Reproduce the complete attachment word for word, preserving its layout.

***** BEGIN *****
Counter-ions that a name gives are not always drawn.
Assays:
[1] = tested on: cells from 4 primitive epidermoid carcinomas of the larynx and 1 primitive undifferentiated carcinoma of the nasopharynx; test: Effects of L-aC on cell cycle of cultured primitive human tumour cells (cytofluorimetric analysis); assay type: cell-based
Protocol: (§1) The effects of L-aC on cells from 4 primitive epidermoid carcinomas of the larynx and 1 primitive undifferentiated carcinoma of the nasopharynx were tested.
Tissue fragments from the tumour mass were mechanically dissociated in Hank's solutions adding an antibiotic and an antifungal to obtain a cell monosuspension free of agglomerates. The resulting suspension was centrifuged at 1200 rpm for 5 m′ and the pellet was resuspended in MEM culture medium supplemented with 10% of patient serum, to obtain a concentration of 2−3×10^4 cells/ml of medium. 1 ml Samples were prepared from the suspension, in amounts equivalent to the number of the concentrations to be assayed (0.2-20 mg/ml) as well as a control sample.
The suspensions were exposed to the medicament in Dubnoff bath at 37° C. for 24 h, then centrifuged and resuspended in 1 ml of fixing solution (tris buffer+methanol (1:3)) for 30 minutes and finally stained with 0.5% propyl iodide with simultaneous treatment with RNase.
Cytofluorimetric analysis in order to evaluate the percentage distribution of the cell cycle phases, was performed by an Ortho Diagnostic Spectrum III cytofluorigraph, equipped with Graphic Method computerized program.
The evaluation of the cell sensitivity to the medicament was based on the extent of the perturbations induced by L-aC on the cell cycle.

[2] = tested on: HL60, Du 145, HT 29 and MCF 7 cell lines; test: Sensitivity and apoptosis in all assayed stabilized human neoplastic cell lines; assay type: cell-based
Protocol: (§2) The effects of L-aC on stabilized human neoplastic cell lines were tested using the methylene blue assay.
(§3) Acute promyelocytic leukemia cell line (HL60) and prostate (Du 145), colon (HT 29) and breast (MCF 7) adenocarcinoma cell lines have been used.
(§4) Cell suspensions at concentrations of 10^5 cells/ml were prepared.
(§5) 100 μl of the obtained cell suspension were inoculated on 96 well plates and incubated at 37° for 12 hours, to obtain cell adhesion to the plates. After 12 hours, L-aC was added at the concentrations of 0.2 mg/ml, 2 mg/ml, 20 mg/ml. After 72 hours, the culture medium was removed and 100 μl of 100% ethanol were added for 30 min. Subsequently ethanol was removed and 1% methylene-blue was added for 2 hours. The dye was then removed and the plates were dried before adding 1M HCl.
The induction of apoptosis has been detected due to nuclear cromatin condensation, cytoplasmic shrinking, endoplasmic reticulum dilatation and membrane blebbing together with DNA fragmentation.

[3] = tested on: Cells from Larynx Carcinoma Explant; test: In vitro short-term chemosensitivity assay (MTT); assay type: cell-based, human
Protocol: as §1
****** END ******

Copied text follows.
Counter-ions that a name gives are not always drawn.
Assays:
[1] = tested on: cells from 4 primitive epidermoid carcinomas of the larynx and 1 primitive undifferentiated carcinoma of the nasopharynx; test: Effects of L-aC on cell cycle of cultured primitive human tumour cells (cytofluorimetric analysis); assay type: cell-based
Protocol: (§1) The effects of L-aC on cells from 4 primitive epidermoid carcinomas of the larynx and 1 primitive undifferentiated carcinoma of the nasopharynx were tested.
Tissue fragments from the tumour mass were mechanically dissociated in Hank's solutions adding an antibiotic and an antifungal to obtain a cell monosuspension free of agglomerates. The resulting suspension was centrifuged at 1200 rpm for 5 m′ and the pellet was resuspended in MEM culture medium supplemented with 10% of patient serum, to obtain a concentration of 2−3×10^4 cells/ml of medium. 1 ml Samples were prepared from the suspension, in amounts equivalent to the number of the concentrations to be assayed (0.2-20 mg/ml) as well as a control sample.
The suspensions were exposed to the medicament in Dubnoff bath at 37° C. for 24 h, then centrifuged and resuspended in 1 ml of fixing solution (tris buffer+methanol (1:3)) for 30 minutes and finally stained with 0.5% propyl iodide with simultaneous treatment with RNase.
Cytofluorimetric analysis in order to evaluate the percentage distribution of the cell cycle phases, was performed by an Ortho Diagnostic Spectrum III cytofluorigraph, equipped with Graphic Method computerized program.
The evaluation of the cell sensitivity to the medicament was based on the extent of the perturbations induced by L-aC on the cell cycle.

[2] = tested on: HL60, Du 145, HT 29 and MCF 7 cell lines; test: Sensitivity and apoptosis in all assayed stabilized human neoplastic cell lines; assay type: cell-based
Protocol: (§2) The effects of L-aC on stabilized human neoplastic cell lines were tested using the methylene blue assay.
(§3) Acute promyelocytic leukemia cell line (HL60) and prostate (Du 145), colon (HT 29) and breast (MCF 7) adenocarcinoma cell lines have been used.
(§4) Cell suspensions at concentrations of 10^5 cells/ml were prepared.
(§5) 100 μl of the obtained cell suspension were inoculated on 96 well plates and incubated at 37° for 12 hours, to obtain cell adhesion to the plates. After 12 hours, L-aC was added at the concentrations of 0.2 mg/ml, 2 mg/ml, 20 mg/ml. After 72 hours, the culture medium was removed and 100 μl of 100% ethanol were added for 30 min. Subsequently ethanol was removed and 1% methylene-blue was added for 2 hours. The dye was then removed and the plates were dried before adding 1M HCl.
The induction of apoptosis has been detected due to nuclear cromatin condensation, cytoplasmic shrinking, endoplasmic reticulum dilatation and membrane blebbing together with DNA fragmentation.

[3] = tested on: Cells from Larynx Carcinoma Explant; test: In vitro short-term chemosensitivity assay (MTT); assay type: cell-based, human
Protocol: as §1